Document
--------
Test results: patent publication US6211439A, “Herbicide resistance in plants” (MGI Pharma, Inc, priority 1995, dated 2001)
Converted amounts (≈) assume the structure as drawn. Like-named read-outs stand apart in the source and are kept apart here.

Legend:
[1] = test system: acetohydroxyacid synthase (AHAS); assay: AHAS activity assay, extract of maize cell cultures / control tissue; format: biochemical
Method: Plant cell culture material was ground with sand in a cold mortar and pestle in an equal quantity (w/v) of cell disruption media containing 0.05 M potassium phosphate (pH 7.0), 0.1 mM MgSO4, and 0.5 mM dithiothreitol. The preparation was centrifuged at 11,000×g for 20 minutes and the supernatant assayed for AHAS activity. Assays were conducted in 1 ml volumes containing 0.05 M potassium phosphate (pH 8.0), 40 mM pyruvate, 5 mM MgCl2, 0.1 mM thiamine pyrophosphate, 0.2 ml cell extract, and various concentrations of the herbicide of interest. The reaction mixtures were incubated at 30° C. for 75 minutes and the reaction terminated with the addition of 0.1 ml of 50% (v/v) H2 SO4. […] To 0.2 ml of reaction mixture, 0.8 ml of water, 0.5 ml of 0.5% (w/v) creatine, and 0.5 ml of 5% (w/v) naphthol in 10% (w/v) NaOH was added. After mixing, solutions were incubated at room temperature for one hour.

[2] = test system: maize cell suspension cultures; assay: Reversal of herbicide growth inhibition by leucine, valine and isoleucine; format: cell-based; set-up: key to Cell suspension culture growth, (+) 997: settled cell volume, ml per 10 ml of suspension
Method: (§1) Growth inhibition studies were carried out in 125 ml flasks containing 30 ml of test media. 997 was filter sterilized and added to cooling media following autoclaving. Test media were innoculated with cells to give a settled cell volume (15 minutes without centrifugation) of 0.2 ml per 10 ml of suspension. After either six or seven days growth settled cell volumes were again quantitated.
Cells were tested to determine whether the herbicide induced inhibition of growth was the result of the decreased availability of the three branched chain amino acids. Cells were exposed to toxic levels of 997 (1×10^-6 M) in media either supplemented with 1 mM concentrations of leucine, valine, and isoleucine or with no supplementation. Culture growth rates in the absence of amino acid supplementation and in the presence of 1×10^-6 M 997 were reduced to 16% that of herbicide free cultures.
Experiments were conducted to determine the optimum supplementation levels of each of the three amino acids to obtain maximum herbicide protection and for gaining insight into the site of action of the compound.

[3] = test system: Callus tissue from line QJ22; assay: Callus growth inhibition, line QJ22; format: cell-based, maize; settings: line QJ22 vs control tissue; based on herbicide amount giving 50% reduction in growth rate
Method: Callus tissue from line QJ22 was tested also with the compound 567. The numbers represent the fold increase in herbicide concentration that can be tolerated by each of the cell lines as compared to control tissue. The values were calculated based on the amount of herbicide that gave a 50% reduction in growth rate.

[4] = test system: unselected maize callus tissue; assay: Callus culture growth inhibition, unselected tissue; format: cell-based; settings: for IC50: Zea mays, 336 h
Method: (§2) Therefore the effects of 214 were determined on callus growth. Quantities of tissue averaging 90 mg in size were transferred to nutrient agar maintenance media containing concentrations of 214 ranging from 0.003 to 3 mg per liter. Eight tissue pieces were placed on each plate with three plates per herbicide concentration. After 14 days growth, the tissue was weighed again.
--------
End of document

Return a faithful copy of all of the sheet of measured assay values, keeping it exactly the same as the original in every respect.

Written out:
Test results: patent publication US6211439A, “Herbicide resistance in plants” (MGI Pharma, Inc, priority 1995, dated 2001)
Converted amounts (≈) assume the structure as drawn. Like-named read-outs stand apart in the source and are kept apart here.

Legend:
[1] = test system: acetohydroxyacid synthase (AHAS); assay: AHAS activity assay, extract of maize cell cultures / control tissue; format: biochemical
Method: Plant cell culture material was ground with sand in a cold mortar and pestle in an equal quantity (w/v) of cell disruption media containing 0.05 M potassium phosphate (pH 7.0), 0.1 mM MgSO4, and 0.5 mM dithiothreitol. The preparation was centrifuged at 11,000×g for 20 minutes and the supernatant assayed for AHAS activity. Assays were conducted in 1 ml volumes containing 0.05 M potassium phosphate (pH 8.0), 40 mM pyruvate, 5 mM MgCl2, 0.1 mM thiamine pyrophosphate, 0.2 ml cell extract, and various concentrations of the herbicide of interest. The reaction mixtures were incubated at 30° C. for 75 minutes and the reaction terminated with the addition of 0.1 ml of 50% (v/v) H2 SO4. […] To 0.2 ml of reaction mixture, 0.8 ml of water, 0.5 ml of 0.5% (w/v) creatine, and 0.5 ml of 5% (w/v) naphthol in 10% (w/v) NaOH was added. After mixing, solutions were incubated at room temperature for one hour.

[2] = test system: maize cell suspension cultures; assay: Reversal of herbicide growth inhibition by leucine, valine and isoleucine; format: cell-based; set-up: key to Cell suspension culture growth, (+) 997: settled cell volume, ml per 10 ml of suspension
Method: (§1) Growth inhibition studies were carried out in 125 ml flasks containing 30 ml of test media. 997 was filter sterilized and added to cooling media following autoclaving. Test media were innoculated with cells to give a settled cell volume (15 minutes without centrifugation) of 0.2 ml per 10 ml of suspension. After either six or seven days growth settled cell volumes were again quantitated.
Cells were tested to determine whether the herbicide induced inhibition of growth was the result of the decreased availability of the three branched chain amino acids. Cells were exposed to toxic levels of 997 (1×10^-6 M) in media either supplemented with 1 mM concentrations of leucine, valine, and isoleucine or with no supplementation. Culture growth rates in the absence of amino acid supplementation and in the presence of 1×10^-6 M 997 were reduced to 16% that of herbicide free cultures.
Experiments were conducted to determine the optimum supplementation levels of each of the three amino acids to obtain maximum herbicide protection and for gaining insight into the site of action of the compound.

[3] = test system: Callus tissue from line QJ22; assay: Callus growth inhibition, line QJ22; format: cell-based, maize; settings: line QJ22 vs control tissue; based on herbicide amount giving 50% reduction in growth rate
Method: Callus tissue from line QJ22 was tested also with the compound 567. The numbers represent the fold increase in herbicide concentration that can be tolerated by each of the cell lines as compared to control tissue. The values were calculated based on the amount of herbicide that gave a 50% reduction in growth rate.

[4] = test system: unselected maize callus tissue; assay: Callus culture growth inhibition, unselected tissue; format: cell-based; settings: for IC50: Zea mays, 336 h
Method: (§2) Therefore the effects of 214 were determined on callus growth. Quantities of tissue averaging 90 mg in size were transferred to nutrient agar maintenance media containing concentrations of 214 ranging from 0.003 to 3 mg per liter. Eight tissue pieces were placed on each plate with three plates per herbicide concentration. After 14 days growth, the tissue was weighed again.